In the third exemplary embodiment the fourth contact point 94 is disposed on the third switch lug 108. A bearing face 111 is also provided on the switch lug 60. Here, upon actuation of the adjuster element 12 counter to the direction of arrow 30, upon contact of the bearing face 111 with the cam 64, the switch lug 60 is bent to the right, causing the first contact point 91 to lift away from the third contact point 93 and causing the second contact point 92 to touch the fourth contact point 94. In the third exemplary embodiment, the second current path does not, as in the first exemplary embodiment, extend via the cam 64 but rather via the third switch lug 108.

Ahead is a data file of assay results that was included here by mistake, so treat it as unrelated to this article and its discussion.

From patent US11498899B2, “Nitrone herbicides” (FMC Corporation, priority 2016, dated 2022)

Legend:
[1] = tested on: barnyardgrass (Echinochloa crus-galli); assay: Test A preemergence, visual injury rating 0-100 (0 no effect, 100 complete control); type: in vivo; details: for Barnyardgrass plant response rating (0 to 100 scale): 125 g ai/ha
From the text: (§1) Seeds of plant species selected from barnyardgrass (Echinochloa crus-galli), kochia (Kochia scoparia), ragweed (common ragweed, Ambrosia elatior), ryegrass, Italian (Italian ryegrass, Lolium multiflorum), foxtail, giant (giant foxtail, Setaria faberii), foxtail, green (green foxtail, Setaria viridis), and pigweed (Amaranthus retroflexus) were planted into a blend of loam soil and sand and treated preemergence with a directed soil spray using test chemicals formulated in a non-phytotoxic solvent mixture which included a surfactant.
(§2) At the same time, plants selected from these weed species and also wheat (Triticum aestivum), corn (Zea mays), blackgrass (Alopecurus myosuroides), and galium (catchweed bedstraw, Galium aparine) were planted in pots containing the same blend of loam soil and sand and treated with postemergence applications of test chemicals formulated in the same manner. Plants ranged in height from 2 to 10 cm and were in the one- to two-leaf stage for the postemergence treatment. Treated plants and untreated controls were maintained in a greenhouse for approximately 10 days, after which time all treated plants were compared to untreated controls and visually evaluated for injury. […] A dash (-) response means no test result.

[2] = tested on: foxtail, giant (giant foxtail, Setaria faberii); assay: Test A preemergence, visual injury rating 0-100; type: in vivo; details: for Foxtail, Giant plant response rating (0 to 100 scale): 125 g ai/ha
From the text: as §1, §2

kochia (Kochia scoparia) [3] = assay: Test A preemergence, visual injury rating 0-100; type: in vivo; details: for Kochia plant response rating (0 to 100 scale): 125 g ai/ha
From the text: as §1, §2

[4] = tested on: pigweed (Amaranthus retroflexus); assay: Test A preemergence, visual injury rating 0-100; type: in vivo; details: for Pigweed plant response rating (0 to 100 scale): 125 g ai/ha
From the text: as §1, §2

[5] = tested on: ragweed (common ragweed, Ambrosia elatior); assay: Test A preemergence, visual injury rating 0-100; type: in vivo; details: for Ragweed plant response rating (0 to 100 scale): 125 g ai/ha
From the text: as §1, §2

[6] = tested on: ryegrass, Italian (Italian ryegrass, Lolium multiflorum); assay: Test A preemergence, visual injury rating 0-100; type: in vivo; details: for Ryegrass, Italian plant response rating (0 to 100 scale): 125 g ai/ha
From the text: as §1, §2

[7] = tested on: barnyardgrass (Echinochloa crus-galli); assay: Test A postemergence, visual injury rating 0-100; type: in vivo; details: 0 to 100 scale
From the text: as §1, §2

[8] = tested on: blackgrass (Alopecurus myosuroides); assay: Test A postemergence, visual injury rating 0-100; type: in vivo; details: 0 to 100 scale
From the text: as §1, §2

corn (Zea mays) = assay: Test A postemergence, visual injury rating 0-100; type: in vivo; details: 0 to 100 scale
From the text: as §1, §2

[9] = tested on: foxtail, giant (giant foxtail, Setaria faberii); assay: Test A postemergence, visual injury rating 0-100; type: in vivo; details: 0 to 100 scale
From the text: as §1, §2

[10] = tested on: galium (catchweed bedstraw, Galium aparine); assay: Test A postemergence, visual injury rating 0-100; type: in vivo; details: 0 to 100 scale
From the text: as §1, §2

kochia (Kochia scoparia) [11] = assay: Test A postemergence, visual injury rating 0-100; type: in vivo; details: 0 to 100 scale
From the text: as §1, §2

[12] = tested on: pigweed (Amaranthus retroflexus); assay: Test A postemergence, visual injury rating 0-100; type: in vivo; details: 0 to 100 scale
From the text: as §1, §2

FIG. 4 shows the fourth exemplary embodiment. In the fourth exemplary embodiment, the switch lug 60 is disposed not on the adjuster element 12 but instead at least indirectly on the driver 8. The switch lug 60 may instead be connected to some other component of the set-point group 24. As compared with the exemplary embodiments of FIGS. 1-3, the switch stop 80 of the driver 8 is omitted in FIG. 4. Instead of the switch stop 80, a switch stop 112 is provided on the adjuster element 12. The switching distance 90 in this exemplary embodiment extends between the switch stop 112 of the adjuster element 12 and the unfastened end of the switch lug 60. The third contact point 93 is disposed on the driver 8. If the driver 8 is actuated at least somewhat in the direction of the direction of arrow 30, then as long as the adjuster element -2 is in the first relative control region with respect to the driver 8, the first current path is closed via the line 70, the first contact point 91, the third contact point 93 and the line 71. If the adjuster element 12 is actuated too far in the direction of the direction of arrow 30 relative to the driver 8, then the switch lug 60 comes to rest by its non-fastened end on the switch stop 112 of the adjuster element 12. Upon further actuation of the adjuster element 12 in the direction of the direction of arrow 30, the first contact point 91 of the switch lug 60 lifts away from the third contact point 93 of the driver 8, and the control electronics 66 can recognize that the adjuster element 12 is in the second relative control range with respect to the driver 8, or in other words that a defect is present. To assure safe switching, the safe switch distance 90 between the switch lug 60 and the switch stop 112 of the adjuster element 12 is once again shorter than the second clearance 88 between the stop face 82 of the driver 8 and the stop 84 of the adjuster element 12.